The European Union (EU), one of the "R&D Triad" regions along with the U.S. and Asia, consists of 27 countries and three candidate countries (Croatia, Macedonia, and Turkey). The EU and 11 other countries all participate in the European Commission's (EC's) Seventh Framework Programme (FP7) for Research and Technological Development—which runs from 2007 to 2013 with a budget of about $10 billion per year. The success of these research programs is expected to result in extended funding of about $15 billion per year for FP8, which is scheduled to run from 2014 to 2020, and for which planning is now proceeding. The EU expects FP8 to grow the region's annual gross domestic product (GDP) by more than $100 billion and create about 175,000 short-term jobs and nearly 450,000 long-term jobs, while keeping pace with research activity in the U.S. and China. Launched in 1984 to fund European research, each FP has been larger and more comprehensive than its predecessors.
The EU's biggest-ever R&D funding package, consisting of nearly $10 billion of FP7 grants, was made this past summer to about 16,000 recipients, with special attention for small and medium enterprises. The EU has generally been successful with research programs, which include the European Space Agency, the European Laboratory for Particle Physics (CERN) and the Large Hadron Collider, the European Molecular Biology Laboratory, and the European Science Foundation.
Even as the EU itself is threatened by the weak economic conditions globally and within some member states, the turmoil does not seem to have affected R&D funding. While the EU has the smallest share of the Triad's global R&D investments (24%), it has the largest proportion of Top 40 R&D spenders (21). Even EU countries that are economically stressed or have had EU-sponsored bailouts are members of the Top 40 (Ireland, Greece, Portugal, and Italy). To be sure, there are large variations in research intensities in the EU, from 0.5% gross expenditure on research and development (GERD)/GDP ratios (Bulgaria, Slovakia, and Cyprus) to 3.5% (Finland) and 3.64% (Sweden).
Europe's structure of R&D funding and performance is different than that in the U.S. Varying according to the degree of socialization in various regions of the Europe, about 36% of the total R&D funding comes from government sources, ranging from just 22% in Switzerland, where 70% is provided by industrial sources, to 62% in Romania, where just 33% comes from industrial sources. Performance of R&D in government laboratories also varies greatly, from just 2% in Switzerland to 36% in Poland. While most of Europe's R&D is performed in industrial laboratories, this share also varies, from just 24% in Turkey, where nearly 70% is performed in academia, to 74% in both Sweden and Switzerland.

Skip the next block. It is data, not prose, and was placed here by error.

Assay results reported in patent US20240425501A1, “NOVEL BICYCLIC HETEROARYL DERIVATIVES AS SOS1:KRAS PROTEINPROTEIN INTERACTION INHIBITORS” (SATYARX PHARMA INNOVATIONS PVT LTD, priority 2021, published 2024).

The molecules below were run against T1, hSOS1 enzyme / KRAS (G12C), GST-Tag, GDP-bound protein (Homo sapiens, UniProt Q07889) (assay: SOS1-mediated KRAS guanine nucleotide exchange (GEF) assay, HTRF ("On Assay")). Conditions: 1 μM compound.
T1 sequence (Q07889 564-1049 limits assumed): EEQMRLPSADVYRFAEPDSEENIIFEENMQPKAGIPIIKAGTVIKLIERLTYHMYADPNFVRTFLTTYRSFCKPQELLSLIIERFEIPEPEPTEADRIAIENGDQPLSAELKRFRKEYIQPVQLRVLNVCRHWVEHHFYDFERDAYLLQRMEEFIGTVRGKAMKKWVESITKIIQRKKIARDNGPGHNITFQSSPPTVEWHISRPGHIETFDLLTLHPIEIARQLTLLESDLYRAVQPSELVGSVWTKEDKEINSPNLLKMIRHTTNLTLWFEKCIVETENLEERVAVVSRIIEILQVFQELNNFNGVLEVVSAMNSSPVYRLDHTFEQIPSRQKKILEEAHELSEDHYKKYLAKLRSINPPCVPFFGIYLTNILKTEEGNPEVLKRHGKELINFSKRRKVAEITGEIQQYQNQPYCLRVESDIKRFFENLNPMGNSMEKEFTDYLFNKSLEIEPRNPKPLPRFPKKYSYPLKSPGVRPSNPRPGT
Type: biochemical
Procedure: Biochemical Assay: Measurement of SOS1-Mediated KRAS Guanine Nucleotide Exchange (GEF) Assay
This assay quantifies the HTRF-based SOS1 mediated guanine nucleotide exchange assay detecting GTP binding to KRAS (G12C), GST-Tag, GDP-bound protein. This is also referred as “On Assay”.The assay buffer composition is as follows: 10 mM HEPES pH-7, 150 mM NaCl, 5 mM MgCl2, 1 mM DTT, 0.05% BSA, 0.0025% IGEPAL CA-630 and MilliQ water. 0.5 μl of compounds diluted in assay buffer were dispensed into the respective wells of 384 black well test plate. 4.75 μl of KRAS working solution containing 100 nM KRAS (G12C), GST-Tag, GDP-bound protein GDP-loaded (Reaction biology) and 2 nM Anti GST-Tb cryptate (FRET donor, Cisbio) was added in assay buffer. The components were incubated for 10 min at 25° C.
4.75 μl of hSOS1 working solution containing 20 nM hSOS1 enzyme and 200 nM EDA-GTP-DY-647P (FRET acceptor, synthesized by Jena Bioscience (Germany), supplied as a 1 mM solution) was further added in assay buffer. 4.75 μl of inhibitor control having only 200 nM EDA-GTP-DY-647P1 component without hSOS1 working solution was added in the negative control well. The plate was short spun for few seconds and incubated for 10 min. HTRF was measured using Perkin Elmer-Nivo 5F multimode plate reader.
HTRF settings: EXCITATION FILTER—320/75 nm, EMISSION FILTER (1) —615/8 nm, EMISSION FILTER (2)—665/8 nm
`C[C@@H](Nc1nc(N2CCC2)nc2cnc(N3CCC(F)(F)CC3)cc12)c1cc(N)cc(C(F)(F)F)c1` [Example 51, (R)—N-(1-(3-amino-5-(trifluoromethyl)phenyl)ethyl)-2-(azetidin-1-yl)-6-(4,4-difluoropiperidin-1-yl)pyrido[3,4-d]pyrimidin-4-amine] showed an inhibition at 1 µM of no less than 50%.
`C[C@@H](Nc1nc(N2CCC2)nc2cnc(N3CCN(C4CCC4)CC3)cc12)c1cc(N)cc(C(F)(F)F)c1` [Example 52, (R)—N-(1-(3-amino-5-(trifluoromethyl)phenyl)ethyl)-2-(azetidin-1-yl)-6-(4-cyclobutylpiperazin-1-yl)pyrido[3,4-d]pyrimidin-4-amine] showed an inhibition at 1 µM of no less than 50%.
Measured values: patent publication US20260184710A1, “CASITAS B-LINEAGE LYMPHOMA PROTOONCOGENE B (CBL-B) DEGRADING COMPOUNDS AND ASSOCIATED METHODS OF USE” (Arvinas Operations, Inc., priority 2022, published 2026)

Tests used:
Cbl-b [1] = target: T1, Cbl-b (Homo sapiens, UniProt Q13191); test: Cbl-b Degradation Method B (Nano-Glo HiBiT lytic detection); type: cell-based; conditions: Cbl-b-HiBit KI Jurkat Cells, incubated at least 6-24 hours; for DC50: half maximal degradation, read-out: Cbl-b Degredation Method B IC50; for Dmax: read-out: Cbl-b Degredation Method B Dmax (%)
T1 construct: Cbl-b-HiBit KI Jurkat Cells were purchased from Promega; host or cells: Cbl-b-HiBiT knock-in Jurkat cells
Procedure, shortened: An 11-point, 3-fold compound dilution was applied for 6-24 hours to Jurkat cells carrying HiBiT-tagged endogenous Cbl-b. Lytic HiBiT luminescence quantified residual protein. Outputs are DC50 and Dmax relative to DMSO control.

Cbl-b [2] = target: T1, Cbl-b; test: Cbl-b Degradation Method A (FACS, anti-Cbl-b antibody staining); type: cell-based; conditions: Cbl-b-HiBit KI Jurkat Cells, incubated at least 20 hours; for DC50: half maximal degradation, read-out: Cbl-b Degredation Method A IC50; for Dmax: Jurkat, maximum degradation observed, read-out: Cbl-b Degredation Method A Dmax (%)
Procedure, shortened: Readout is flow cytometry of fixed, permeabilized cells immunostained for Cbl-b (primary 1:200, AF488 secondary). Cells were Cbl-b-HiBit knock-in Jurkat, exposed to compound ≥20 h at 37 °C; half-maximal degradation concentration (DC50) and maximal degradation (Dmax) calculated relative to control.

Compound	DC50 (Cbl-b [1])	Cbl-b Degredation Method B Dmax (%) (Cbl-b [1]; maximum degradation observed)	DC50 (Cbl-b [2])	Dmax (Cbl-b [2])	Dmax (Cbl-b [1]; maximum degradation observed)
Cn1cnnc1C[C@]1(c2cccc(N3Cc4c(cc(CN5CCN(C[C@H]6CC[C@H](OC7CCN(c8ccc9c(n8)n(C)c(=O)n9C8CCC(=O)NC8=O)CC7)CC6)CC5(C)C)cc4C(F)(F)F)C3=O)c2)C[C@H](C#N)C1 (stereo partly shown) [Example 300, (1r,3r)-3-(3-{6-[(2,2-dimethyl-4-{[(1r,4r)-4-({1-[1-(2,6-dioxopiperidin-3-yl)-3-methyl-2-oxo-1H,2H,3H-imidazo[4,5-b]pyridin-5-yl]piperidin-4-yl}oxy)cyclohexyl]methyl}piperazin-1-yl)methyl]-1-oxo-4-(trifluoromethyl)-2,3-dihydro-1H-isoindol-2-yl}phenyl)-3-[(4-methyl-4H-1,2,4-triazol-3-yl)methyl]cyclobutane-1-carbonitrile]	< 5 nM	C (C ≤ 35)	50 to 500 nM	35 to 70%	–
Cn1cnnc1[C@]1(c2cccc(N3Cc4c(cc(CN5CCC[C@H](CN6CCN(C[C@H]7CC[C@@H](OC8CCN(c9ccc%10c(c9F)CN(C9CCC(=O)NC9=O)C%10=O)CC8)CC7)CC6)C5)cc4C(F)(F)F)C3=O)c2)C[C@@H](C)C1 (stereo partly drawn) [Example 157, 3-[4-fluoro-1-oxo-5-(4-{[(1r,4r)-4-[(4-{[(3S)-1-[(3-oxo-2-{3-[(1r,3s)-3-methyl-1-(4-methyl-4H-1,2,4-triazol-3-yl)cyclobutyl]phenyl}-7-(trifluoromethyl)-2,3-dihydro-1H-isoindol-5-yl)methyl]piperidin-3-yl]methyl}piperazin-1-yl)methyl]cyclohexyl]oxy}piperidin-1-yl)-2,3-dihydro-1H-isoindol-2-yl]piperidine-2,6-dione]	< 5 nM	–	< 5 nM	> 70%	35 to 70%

Consistent with trends in international collaboration discussed elsewhere in this report, the EU is expanding its collaborations with Asia, with more than 30 major R&D agreements now in place with China and more than 200 R&D projects per year. The China–EU Science and Technology Partnership Scheme (CESTYS) was signed in Prague in 2009 to provide the foundations for co-funded research projects. Other China–EU agreements include the joint energy development programs with China's Ministry of Science and Technology (MoST) and the Directorate General for Research (DG-RTD) research programs on ICT, life sciences, materials, and geosciences. Strategic China–EU summits on various topics are held several times each year. The EU has also signed numerous science and technology agreements with Russia. All of these collaborations are made to strengthen intercountry cooperation and facilitate the two-way flow of students and scientists.
In 2000, EU leaders set a goal for investing 3% of their combined GDP in their total R&D spending by 2010. While this goal was constantly focused on for several years, it became readily apparent by 2006 that it would not be met. Indeed, the actual ratio for 2010 was only 1.91%. The successful and growing FP and the somewhat limited industrial-academia research institute Joint Technology Initiatives (JTI) have created the start of a balanced investment portfolio of small (FP) and large (JTI) research programs. Initial JTI research involves medical, computer, energy, environment, and materials programs.